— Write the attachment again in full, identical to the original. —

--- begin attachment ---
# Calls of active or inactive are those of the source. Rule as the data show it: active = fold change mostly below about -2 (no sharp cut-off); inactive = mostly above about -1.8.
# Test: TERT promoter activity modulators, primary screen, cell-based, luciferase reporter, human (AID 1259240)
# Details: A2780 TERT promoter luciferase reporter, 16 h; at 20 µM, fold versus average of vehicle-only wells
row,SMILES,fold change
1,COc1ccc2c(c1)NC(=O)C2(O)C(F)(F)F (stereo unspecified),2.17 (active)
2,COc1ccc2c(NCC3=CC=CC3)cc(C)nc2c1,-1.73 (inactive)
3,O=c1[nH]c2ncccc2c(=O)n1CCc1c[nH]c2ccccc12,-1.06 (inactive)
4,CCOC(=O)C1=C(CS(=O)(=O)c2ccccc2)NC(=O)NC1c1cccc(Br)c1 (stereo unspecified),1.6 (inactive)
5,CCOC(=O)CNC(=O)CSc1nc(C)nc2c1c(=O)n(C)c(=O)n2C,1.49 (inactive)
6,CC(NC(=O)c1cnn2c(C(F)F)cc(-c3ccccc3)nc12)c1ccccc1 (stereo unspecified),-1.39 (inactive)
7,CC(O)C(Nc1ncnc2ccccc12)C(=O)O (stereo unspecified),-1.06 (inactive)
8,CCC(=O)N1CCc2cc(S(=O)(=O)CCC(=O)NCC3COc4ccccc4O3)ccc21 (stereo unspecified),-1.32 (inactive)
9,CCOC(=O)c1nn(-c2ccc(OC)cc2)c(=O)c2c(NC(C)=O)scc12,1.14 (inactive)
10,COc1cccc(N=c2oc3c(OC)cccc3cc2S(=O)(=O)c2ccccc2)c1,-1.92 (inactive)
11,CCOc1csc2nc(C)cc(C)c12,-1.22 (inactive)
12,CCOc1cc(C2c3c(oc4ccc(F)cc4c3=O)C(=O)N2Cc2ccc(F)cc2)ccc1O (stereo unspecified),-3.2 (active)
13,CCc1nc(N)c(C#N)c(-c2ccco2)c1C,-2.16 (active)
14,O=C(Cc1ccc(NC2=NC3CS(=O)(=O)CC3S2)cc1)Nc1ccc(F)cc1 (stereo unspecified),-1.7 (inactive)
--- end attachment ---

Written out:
# Calls of active or inactive are those of the source. Rule as the data show it: active = fold change mostly below about -2 (no sharp cut-off); inactive = mostly above about -1.8.
# Test: TERT promoter activity modulators, primary screen, cell-based, luciferase reporter, human (AID 1259240)
# Details: A2780 TERT promoter luciferase reporter, 16 h; at 20 µM, fold versus average of vehicle-only wells
row,SMILES,fold change
1,COc1ccc2c(c1)NC(=O)C2(O)C(F)(F)F (stereo unspecified),2.17 (active)
2,COc1ccc2c(NCC3=CC=CC3)cc(C)nc2c1,-1.73 (inactive)
3,O=c1[nH]c2ncccc2c(=O)n1CCc1c[nH]c2ccccc12,-1.06 (inactive)
4,CCOC(=O)C1=C(CS(=O)(=O)c2ccccc2)NC(=O)NC1c1cccc(Br)c1 (stereo unspecified),1.6 (inactive)
5,CCOC(=O)CNC(=O)CSc1nc(C)nc2c1c(=O)n(C)c(=O)n2C,1.49 (inactive)
6,CC(NC(=O)c1cnn2c(C(F)F)cc(-c3ccccc3)nc12)c1ccccc1 (stereo unspecified),-1.39 (inactive)
7,CC(O)C(Nc1ncnc2ccccc12)C(=O)O (stereo unspecified),-1.06 (inactive)
8,CCC(=O)N1CCc2cc(S(=O)(=O)CCC(=O)NCC3COc4ccccc4O3)ccc21 (stereo unspecified),-1.32 (inactive)
9,CCOC(=O)c1nn(-c2ccc(OC)cc2)c(=O)c2c(NC(C)=O)scc12,1.14 (inactive)
10,COc1cccc(N=c2oc3c(OC)cccc3cc2S(=O)(=O)c2ccccc2)c1,-1.92 (inactive)
11,CCOc1csc2nc(C)cc(C)c12,-1.22 (inactive)
12,CCOc1cc(C2c3c(oc4ccc(F)cc4c3=O)C(=O)N2Cc2ccc(F)cc2)ccc1O (stereo unspecified),-3.2 (active)
13,CCc1nc(N)c(C#N)c(-c2ccco2)c1C,-2.16 (active)
14,O=C(Cc1ccc(NC2=NC3CS(=O)(=O)CC3S2)cc1)Nc1ccc(F)cc1 (stereo unspecified),-1.7 (inactive)